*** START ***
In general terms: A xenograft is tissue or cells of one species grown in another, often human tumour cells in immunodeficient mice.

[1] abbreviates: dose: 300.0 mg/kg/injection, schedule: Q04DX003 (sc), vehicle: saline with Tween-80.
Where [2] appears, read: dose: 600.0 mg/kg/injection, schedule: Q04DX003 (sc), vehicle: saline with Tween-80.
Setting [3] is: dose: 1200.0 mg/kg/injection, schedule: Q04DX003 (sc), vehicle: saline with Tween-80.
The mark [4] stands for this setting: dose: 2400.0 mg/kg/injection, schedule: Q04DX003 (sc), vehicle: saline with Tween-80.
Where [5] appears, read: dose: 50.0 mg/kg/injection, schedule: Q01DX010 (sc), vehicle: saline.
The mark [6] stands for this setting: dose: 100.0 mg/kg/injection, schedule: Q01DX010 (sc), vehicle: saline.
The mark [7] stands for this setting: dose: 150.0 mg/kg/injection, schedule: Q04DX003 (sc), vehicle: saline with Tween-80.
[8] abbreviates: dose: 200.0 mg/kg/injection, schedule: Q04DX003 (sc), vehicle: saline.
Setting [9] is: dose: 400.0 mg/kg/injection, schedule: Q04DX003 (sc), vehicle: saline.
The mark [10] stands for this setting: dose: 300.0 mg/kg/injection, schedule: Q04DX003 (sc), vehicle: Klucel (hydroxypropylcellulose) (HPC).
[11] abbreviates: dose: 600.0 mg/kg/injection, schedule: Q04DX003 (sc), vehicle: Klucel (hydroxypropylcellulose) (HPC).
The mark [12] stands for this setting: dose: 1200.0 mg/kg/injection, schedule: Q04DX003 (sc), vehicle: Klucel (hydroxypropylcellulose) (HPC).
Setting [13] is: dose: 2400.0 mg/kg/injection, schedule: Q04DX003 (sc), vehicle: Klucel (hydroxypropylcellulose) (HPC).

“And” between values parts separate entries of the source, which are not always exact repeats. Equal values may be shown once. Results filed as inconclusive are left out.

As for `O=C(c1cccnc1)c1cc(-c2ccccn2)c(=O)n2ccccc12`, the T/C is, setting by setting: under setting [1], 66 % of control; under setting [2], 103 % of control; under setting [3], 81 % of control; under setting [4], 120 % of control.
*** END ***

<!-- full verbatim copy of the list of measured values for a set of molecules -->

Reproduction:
In general terms: A xenograft is tissue or cells of one species grown in another, often human tumour cells in immunodeficient mice.

[1] abbreviates: dose: 300.0 mg/kg/injection, schedule: Q04DX003 (sc), vehicle: saline with Tween-80.
Where [2] appears, read: dose: 600.0 mg/kg/injection, schedule: Q04DX003 (sc), vehicle: saline with Tween-80.
Setting [3] is: dose: 1200.0 mg/kg/injection, schedule: Q04DX003 (sc), vehicle: saline with Tween-80.
The mark [4] stands for this setting: dose: 2400.0 mg/kg/injection, schedule: Q04DX003 (sc), vehicle: saline with Tween-80.
Where [5] appears, read: dose: 50.0 mg/kg/injection, schedule: Q01DX010 (sc), vehicle: saline.
The mark [6] stands for this setting: dose: 100.0 mg/kg/injection, schedule: Q01DX010 (sc), vehicle: saline.
The mark [7] stands for this setting: dose: 150.0 mg/kg/injection, schedule: Q04DX003 (sc), vehicle: saline with Tween-80.
[8] abbreviates: dose: 200.0 mg/kg/injection, schedule: Q04DX003 (sc), vehicle: saline.
Setting [9] is: dose: 400.0 mg/kg/injection, schedule: Q04DX003 (sc), vehicle: saline.
The mark [10] stands for this setting: dose: 300.0 mg/kg/injection, schedule: Q04DX003 (sc), vehicle: Klucel (hydroxypropylcellulose) (HPC).
[11] abbreviates: dose: 600.0 mg/kg/injection, schedule: Q04DX003 (sc), vehicle: Klucel (hydroxypropylcellulose) (HPC).
The mark [12] stands for this setting: dose: 1200.0 mg/kg/injection, schedule: Q04DX003 (sc), vehicle: Klucel (hydroxypropylcellulose) (HPC).
Setting [13] is: dose: 2400.0 mg/kg/injection, schedule: Q04DX003 (sc), vehicle: Klucel (hydroxypropylcellulose) (HPC).

“And” between values parts separate entries of the source, which are not always exact repeats. Equal values may be shown once. Results filed as inconclusive are left out.

As for `O=C(c1cccnc1)c1cc(-c2ccccn2)c(=O)n2ccccc12`, the T/C is, setting by setting: under setting [1], 66 % of control; under setting [2], 103 % of control; under setting [3], 81 % of control; under setting [4], 120 % of control.